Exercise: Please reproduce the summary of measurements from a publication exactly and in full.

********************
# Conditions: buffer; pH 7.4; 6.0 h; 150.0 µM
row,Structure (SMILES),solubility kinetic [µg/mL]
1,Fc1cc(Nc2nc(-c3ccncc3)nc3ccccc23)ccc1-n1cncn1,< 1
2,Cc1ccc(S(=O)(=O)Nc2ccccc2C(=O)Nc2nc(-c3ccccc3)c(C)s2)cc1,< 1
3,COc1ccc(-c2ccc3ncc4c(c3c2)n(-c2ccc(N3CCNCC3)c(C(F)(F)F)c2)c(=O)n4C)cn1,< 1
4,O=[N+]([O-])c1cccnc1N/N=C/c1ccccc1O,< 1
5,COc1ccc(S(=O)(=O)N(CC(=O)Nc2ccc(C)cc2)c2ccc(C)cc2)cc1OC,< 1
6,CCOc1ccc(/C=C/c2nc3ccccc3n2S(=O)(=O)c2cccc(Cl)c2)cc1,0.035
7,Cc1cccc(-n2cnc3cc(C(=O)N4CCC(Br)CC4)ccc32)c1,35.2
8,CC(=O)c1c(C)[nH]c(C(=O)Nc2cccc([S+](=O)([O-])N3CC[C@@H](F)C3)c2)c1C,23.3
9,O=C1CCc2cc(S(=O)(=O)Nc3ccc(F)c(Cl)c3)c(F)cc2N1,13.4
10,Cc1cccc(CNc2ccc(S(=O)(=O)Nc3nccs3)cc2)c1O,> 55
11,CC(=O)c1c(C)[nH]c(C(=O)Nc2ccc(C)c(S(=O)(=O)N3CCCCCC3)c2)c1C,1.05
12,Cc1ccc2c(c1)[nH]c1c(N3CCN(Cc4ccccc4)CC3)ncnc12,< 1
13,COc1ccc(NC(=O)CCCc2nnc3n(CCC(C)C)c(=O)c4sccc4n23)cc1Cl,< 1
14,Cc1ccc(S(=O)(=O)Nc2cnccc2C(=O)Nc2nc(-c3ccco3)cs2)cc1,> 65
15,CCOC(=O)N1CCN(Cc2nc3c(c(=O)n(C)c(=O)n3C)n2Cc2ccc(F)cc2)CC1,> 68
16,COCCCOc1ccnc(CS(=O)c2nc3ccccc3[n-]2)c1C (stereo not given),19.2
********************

# Conditions: buffer; pH 7.4; 6.0 h; 150.0 µM
row,Structure (SMILES),solubility kinetic [µg/mL]
1,Fc1cc(Nc2nc(-c3ccncc3)nc3ccccc23)ccc1-n1cncn1,< 1
2,Cc1ccc(S(=O)(=O)Nc2ccccc2C(=O)Nc2nc(-c3ccccc3)c(C)s2)cc1,< 1
3,COc1ccc(-c2ccc3ncc4c(c3c2)n(-c2ccc(N3CCNCC3)c(C(F)(F)F)c2)c(=O)n4C)cn1,< 1
4,O=[N+]([O-])c1cccnc1N/N=C/c1ccccc1O,< 1
5,COc1ccc(S(=O)(=O)N(CC(=O)Nc2ccc(C)cc2)c2ccc(C)cc2)cc1OC,< 1
6,CCOc1ccc(/C=C/c2nc3ccccc3n2S(=O)(=O)c2cccc(Cl)c2)cc1,0.035
7,Cc1cccc(-n2cnc3cc(C(=O)N4CCC(Br)CC4)ccc32)c1,35.2
8,CC(=O)c1c(C)[nH]c(C(=O)Nc2cccc([S+](=O)([O-])N3CC[C@@H](F)C3)c2)c1C,23.3
9,O=C1CCc2cc(S(=O)(=O)Nc3ccc(F)c(Cl)c3)c(F)cc2N1,13.4
10,Cc1cccc(CNc2ccc(S(=O)(=O)Nc3nccs3)cc2)c1O,> 55
11,CC(=O)c1c(C)[nH]c(C(=O)Nc2ccc(C)c(S(=O)(=O)N3CCCCCC3)c2)c1C,1.05
12,Cc1ccc2c(c1)[nH]c1c(N3CCN(Cc4ccccc4)CC3)ncnc12,< 1
13,COc1ccc(NC(=O)CCCc2nnc3n(CCC(C)C)c(=O)c4sccc4n23)cc1Cl,< 1
14,Cc1ccc(S(=O)(=O)Nc2cnccc2C(=O)Nc2nc(-c3ccco3)cs2)cc1,> 65
15,CCOC(=O)N1CCN(Cc2nc3c(c(=O)n(C)c(=O)n3C)n2Cc2ccc(F)cc2)CC1,> 68
16,COCCCOc1ccnc(CS(=O)c2nc3ccccc3[n-]2)c1C (stereo not given),19.2